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CNOOC halts oil production

By Wang Qian  (China Daily)

11:10, September 06, 2011

BEIJING - Following the full suspension of drilling operations on Sunday at its Penglai 19-3 oilfield, China National Offshore Oil Corp (CNOOC) said it will lose 62,000 barrels a day of oil production.

CNOOC released the comment on Sunday after the State Oceanic Administration (SOA) on Friday ordered all production halted at the oilfield in Bohai Bay, which is operated by ConocoPhillips, which holds a 49-percent stake. The remainder is held by CNOOC.

"We respect the decision made by the SOA. As non-operator of the oilfield, we will continue to cooperate with ConocoPhillips China to execute the orders and to release information on the progress in a timely manner," the company said.

Operation of two leaking platforms has been halted since July 13, cutting 22,000 barrels in net production per day. Now the full suspension of the field has further reduced the company's net production by around 40,000 barrels per day, according to the statement.

But the field's operator, ConocoPhillips China, didn't mention the production losses in its latest response on Monday, only revealing in a previous statement that the shutdown will have an impact on production from the field, which averaged 56,000 net barrels of crude oil per day in 2010.

According to ConocoPhillips China's statement on Monday, the company is complying with the suspension order and as of 8 pm on Sunday the company had fully stopped drilling and production at all 231 wells in the oilfield.

Work to suspend operations began on Sept 2 and the US energy giant has been working to have the suspension proceed in a safe and timely manner to preserve the field's operating integrity.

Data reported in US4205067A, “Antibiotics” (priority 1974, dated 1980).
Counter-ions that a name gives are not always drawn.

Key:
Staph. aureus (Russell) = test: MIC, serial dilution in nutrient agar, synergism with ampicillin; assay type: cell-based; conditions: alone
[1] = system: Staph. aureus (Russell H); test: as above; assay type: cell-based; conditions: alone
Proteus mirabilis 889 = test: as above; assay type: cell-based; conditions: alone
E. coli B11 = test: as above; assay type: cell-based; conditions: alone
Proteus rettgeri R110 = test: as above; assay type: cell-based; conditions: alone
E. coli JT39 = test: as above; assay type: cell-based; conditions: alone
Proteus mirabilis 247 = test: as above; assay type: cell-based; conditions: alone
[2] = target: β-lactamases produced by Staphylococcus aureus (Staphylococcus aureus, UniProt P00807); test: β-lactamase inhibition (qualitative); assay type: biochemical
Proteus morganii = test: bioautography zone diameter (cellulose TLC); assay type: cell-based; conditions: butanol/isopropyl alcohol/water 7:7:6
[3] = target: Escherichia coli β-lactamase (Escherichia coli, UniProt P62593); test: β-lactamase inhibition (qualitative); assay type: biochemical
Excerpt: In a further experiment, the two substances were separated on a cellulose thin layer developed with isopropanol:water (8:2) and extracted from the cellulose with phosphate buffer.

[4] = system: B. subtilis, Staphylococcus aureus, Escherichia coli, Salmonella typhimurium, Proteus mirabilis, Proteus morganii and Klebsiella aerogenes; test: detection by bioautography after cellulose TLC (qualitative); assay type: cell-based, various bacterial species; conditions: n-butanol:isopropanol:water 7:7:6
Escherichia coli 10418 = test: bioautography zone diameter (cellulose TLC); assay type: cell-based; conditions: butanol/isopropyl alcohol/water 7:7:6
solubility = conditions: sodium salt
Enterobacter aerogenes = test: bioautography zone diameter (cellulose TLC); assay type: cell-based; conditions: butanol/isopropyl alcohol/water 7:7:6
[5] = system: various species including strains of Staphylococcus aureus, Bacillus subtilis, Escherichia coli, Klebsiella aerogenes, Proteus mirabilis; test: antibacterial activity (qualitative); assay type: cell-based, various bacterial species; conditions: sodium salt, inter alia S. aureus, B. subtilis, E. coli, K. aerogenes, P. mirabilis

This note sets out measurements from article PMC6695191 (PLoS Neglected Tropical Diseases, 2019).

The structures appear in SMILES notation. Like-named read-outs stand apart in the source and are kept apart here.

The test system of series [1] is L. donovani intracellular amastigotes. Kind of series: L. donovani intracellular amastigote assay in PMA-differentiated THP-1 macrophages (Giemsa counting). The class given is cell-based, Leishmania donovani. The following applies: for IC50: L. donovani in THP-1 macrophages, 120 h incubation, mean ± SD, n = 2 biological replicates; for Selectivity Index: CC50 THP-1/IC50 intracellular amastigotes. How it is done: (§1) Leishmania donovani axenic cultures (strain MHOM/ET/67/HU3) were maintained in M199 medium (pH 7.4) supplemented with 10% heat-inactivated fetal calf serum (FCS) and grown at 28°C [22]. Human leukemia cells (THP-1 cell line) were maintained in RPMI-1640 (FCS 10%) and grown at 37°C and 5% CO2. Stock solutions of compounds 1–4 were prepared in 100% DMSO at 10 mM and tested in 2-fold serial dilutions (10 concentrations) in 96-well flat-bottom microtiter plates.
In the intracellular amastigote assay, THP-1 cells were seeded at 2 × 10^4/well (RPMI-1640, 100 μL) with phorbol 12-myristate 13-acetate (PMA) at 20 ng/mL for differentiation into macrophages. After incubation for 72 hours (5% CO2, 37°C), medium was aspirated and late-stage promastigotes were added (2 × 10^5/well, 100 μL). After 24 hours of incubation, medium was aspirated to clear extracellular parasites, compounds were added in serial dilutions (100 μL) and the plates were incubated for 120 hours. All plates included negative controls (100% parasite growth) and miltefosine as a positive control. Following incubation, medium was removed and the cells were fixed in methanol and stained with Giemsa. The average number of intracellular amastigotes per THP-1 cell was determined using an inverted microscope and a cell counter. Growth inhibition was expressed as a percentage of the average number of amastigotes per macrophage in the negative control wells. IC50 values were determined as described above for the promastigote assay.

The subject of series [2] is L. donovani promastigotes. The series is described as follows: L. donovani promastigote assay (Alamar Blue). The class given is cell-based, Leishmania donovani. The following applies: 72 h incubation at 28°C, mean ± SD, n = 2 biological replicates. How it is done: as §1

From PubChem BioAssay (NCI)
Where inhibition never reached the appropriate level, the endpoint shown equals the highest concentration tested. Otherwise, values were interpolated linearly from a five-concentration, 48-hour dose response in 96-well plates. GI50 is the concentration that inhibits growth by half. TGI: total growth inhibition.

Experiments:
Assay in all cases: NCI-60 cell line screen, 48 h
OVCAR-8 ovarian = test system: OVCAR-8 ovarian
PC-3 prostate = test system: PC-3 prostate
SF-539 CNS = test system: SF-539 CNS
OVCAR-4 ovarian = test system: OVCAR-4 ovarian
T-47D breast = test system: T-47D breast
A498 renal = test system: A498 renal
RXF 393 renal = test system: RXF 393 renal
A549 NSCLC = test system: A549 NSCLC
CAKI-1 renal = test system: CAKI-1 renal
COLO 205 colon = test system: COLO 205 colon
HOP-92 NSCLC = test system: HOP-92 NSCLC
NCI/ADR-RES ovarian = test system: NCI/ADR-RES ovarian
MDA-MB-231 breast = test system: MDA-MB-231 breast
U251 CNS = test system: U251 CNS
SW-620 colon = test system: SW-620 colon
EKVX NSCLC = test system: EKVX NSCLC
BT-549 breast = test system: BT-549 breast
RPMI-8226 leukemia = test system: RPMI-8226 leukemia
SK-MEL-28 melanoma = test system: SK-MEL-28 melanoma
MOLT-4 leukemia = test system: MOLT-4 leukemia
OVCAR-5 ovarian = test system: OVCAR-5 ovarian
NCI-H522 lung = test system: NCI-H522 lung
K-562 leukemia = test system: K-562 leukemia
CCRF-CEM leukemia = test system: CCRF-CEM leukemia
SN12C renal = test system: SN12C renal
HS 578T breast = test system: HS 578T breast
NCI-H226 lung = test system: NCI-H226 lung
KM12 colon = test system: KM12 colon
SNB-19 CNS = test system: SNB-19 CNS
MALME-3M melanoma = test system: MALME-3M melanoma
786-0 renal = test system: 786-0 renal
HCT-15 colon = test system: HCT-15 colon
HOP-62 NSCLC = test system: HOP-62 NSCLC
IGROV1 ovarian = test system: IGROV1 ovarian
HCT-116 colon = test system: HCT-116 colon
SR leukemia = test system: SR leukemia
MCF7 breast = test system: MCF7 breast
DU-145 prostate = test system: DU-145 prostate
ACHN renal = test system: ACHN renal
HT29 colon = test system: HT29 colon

No seepages or oil sheens have been observed at Platform B and divers cleaned up 1.2 cubic meters of oily mud in the seabed under Platform C on Sunday, the company said.

The statement said the company is working with its co-venturer in the oilfield, CNOOC, to develop a plan for reducing reservoir pressure to ensure safety of the field and protect the reservoir, consistent with the requirements of the SOA.

CNOOC has arranged for an expert review of the plan to be conducted on Tuesday and Thursday this week, according to the statement.

A new marine environmental impact report for submission to the SOA is being prepared, the company said.

The SOA said it won't end the suspension until it has approved the report.

While the SOA said the incident is due to human error, ConocoPhillips said it was committed to complying with the law and conducting "all business activities with the highest ethical standards."

The spills began in June and last week led to a SOA order to halt all production in the affected Penglai 19-3 oilfield.

The ongoing incident has polluted at least 5,500 square kilometers of seawater in Bohai Bay and spills reached Liaoning and Hebei provinces surrounding the bay, according to the monitoring result from the North China Sea Branch under the SOA.

Besides facing unknown production losses and criticism from the public for its slow action and bad attitude, ConocoPhillips China may face several lawsuits over environmental impact and economic losses from the SOA and affected fishermen.

The SOA is busy preparing its lawsuit against ConocoPhillips China for compensation and is ready for "a long-lasting battle", an insider with the legal consultant team for the SOA told China Daily.

Zhang Pengfei, deputy chief of legal website pil.org.cn, told China Daily that lawyers from Beijing ICS Law Firm will go to the affected Changli county in Hebei province on Wednesday to prepare the lawsuit against ConocoPhillips China for fishermen's economic losses.

On Friday, more than 30 lawyers representing the fishermen applied to the SOA for the details of the investigation and will start a lawsuit after getting the report.

ConocoPhillips China faces a fine up to 200,000 yuan ($31,000) for the leak according to the law, but much more will be paid in compensation for ecological and economic damage.

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